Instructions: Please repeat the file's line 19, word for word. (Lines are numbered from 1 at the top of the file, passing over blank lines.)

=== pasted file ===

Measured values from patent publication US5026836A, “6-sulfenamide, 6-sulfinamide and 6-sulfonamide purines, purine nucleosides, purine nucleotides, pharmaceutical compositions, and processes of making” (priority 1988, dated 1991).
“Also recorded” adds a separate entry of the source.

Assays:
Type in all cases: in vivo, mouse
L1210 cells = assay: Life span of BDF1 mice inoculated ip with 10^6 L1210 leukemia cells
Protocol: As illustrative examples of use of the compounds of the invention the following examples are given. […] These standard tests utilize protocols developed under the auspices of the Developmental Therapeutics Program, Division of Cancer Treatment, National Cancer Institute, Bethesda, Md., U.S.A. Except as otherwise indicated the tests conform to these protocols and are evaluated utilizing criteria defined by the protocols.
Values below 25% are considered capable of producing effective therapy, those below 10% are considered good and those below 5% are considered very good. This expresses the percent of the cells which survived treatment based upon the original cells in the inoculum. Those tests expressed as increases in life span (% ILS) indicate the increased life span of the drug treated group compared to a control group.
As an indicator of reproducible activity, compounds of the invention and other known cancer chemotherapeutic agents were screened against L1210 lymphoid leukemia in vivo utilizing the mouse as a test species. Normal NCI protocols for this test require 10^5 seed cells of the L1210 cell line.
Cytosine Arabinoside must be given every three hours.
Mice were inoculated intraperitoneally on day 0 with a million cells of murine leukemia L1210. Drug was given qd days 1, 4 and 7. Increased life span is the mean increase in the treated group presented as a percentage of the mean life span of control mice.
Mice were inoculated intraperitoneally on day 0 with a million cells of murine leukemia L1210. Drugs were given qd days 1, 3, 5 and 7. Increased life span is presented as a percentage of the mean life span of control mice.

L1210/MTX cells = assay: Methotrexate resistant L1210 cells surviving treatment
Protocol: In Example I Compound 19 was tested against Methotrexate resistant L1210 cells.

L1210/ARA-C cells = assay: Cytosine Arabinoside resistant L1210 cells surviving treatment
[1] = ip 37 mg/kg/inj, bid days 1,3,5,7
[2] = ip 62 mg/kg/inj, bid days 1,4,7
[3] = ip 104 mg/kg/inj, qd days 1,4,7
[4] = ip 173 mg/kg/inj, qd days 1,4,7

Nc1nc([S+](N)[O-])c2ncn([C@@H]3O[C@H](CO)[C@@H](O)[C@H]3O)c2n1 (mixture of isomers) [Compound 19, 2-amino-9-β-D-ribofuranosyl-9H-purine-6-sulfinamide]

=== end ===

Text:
Nc1nc([S+](N)[O-])c2ncn([C@@H]3O[C@H](CO)[C@@H](O)[C@H]3O)c2n1 (mixture of isomers) [Compound 19, 2-amino-9-β-D-ribofuranosyl-9H-purine-6-sulfinamide]